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Re: More FSF hypocrisy


From: Alan Mackenzie
Subject: Re: More FSF hypocrisy
Date: Tue, 24 Mar 2009 23:18:05 +0000 (UTC)
User-agent: tin/1.6.2-20030910 ("Pabbay") (UNIX) (FreeBSD/4.11-RELEASE (i386))

In gnu.misc.discuss Rjack <address@hidden> wrote:
> Alan Mackenzie wrote:
>> In gnu.misc.discuss Rjack <address@hidden> wrote:
 
>>> Copyright law as written by Congress is designed to establish
>>> the right to exclude. *ONLY* Congress can create those "in rem"
>>> rights to exclude. See 17 USC section 301(a).
 
>>> Copyright licenses are designed to waive particular rights to 
>>> exclude so that licensees may use those personam rights granted
>>> by the copyright owner in contractual privity.
 
>> That's a very strange statement.  The GPL is not so designed; it
>> is designed to "waive particular rights" over any who conform to
>> its requirements, regardless of the contractual privy.  It is
>> thus not a contractual license, since there are no contractual
>> negotiations or handshakes involved.

> I'm sure you would like the GPL to not be a contract but strength of
> desire or belief doesn't make something true. A U.S. court would
> find the GPL to be a contract regardless of what anyone thinks the
> GPL is designed to be:

> "No formal granting of a license is necessary in order to give it
> effect. Any language used by the owner of the
>                                               PATENT
>                                                      or any conduct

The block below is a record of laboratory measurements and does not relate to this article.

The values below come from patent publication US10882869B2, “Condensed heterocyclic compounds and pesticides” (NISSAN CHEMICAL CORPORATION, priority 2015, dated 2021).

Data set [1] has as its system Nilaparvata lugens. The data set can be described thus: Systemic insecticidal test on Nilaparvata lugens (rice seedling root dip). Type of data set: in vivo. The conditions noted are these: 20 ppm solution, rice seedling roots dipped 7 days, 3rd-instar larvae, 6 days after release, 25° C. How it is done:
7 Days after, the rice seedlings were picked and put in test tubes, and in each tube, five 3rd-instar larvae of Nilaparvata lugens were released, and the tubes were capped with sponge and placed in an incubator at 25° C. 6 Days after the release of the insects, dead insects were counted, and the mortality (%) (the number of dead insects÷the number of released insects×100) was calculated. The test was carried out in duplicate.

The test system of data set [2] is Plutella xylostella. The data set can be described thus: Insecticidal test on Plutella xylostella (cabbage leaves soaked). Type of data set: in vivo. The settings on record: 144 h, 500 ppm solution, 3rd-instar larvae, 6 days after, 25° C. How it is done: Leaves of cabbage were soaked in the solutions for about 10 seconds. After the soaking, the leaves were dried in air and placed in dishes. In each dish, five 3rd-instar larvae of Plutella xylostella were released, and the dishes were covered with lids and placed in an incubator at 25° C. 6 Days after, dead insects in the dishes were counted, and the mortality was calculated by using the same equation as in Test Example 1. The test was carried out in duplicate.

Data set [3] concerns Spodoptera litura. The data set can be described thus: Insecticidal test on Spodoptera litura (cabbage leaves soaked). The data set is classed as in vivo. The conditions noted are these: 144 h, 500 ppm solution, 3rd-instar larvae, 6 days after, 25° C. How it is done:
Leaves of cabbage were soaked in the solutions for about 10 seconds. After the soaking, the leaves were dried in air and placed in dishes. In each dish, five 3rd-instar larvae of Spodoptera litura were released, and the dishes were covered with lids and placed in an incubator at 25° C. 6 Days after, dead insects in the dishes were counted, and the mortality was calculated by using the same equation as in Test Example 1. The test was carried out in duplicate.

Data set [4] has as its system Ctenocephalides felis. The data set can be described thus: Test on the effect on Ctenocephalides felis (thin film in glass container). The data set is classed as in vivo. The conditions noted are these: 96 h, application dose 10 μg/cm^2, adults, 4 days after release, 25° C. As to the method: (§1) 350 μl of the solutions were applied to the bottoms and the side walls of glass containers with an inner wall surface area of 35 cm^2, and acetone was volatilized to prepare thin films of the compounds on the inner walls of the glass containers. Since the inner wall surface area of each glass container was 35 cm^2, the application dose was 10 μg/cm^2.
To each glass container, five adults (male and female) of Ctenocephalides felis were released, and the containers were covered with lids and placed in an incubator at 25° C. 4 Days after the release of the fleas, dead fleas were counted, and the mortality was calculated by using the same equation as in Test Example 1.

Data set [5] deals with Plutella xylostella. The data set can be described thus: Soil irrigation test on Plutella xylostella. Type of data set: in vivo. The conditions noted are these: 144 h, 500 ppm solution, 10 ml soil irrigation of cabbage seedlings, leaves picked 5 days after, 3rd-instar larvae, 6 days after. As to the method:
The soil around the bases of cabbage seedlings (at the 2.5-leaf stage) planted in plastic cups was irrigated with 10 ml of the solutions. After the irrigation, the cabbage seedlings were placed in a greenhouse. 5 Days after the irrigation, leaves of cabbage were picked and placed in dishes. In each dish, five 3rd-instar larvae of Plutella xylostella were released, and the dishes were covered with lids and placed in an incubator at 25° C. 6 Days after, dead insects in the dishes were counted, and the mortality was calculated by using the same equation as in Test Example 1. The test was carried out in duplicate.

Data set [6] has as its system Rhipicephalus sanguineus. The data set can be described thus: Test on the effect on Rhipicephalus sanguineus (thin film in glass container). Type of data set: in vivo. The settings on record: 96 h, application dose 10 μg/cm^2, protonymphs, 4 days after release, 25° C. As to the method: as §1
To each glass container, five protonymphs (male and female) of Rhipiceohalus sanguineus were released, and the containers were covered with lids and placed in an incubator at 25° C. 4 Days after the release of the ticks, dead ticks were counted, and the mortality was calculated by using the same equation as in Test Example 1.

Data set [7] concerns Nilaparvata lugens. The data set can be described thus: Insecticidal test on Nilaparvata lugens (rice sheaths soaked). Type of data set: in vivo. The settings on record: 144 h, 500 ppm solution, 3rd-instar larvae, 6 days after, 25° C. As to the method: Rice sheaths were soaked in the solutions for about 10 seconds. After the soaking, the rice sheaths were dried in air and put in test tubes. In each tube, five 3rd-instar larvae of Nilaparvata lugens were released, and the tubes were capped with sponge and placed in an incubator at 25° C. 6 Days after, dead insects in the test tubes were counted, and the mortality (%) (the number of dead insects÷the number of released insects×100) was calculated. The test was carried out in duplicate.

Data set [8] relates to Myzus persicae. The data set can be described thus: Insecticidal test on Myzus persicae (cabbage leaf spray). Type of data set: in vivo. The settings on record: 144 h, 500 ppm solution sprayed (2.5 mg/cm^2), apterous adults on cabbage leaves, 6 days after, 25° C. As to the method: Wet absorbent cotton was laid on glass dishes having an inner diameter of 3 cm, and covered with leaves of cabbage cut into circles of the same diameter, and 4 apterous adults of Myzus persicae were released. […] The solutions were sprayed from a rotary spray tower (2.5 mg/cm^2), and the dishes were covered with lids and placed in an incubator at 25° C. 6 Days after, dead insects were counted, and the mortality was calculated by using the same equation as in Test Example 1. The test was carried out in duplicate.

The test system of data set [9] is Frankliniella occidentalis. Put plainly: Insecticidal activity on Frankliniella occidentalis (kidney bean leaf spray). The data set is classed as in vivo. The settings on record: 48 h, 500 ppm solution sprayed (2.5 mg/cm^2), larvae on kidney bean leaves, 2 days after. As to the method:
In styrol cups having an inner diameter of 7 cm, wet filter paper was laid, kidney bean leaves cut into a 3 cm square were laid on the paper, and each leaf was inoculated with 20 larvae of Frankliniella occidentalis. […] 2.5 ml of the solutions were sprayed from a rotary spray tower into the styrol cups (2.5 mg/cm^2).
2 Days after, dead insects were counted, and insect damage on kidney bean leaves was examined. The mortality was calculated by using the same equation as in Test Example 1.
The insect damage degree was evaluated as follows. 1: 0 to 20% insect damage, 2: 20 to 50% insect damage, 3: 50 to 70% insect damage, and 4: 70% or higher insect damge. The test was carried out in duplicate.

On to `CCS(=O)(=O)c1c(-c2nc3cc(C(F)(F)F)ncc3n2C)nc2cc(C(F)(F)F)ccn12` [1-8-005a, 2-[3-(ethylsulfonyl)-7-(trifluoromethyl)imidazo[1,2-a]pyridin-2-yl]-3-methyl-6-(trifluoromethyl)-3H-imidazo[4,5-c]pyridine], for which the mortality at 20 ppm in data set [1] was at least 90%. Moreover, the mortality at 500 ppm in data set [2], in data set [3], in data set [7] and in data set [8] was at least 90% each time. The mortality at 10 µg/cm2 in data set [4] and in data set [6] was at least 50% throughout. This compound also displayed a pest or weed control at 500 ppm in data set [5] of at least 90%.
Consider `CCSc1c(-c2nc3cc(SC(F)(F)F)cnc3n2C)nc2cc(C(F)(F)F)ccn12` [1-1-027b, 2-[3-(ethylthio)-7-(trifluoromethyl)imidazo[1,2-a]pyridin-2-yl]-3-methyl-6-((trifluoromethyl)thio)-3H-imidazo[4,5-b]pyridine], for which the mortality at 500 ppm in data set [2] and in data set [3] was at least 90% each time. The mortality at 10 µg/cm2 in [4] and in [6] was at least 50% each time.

> on his part exhibited to another, from which that other may properly
> infer that the owner consents to his use of the patent in making or
> using it, or selling it, upon which the other acts, constitutes a
> license, and a defense to an action for a tort. Whether this
> constitutes a gratuitous license or one for a reasonable
> compensation must, of course, depend upon the circumstances; but the
> relation between the parties thereafter in respect of any suit
> brought must be held to be contractual, and not an unlawful invasion
> of the rights of the owner."; DE FOREST RADIO TEL. CO. V. UNITED
> STATES, 273 U. S. 236 (1927).

Hey, the GPL isn't about patents.  So the above has, at most, tangential
relevance.  But I wasn't talking about the US courts' possible
application of Humpty Dumpty language.  I really don't much care about
whether the GPL is a "contract" in some US American jurisdiction.  I'm
saying that for all reasonable values of the term "contract", the GPL
fails to be one - it lacks all the characteristics of a contractual
relationship, for instance, the meeting of minds, the negotiation, the
passing of something of value in both directions, the definite
"handshake" which finalises it.


>> By your statement, are you trying to show that the GPL isn't
>> really a copyright license, or are you making a historical
>> assertion, that this was the motivation of the original license
>> designers?


> As explained above the intention of the original designers doesn't
> overide settled law except in the minds of a few Freetards who wish
> to moooooooooooooooooooooove the goalposts.

No, I'm asking you what you meant by your paragraph, the one that ends
with "privity".  I'm genuinely puzzled as to what you're trying to say.
Care to elucidate?

> Sincerely,
> Rjack :)

-- 
Alan Mackenzie (Nuremberg, Germany).



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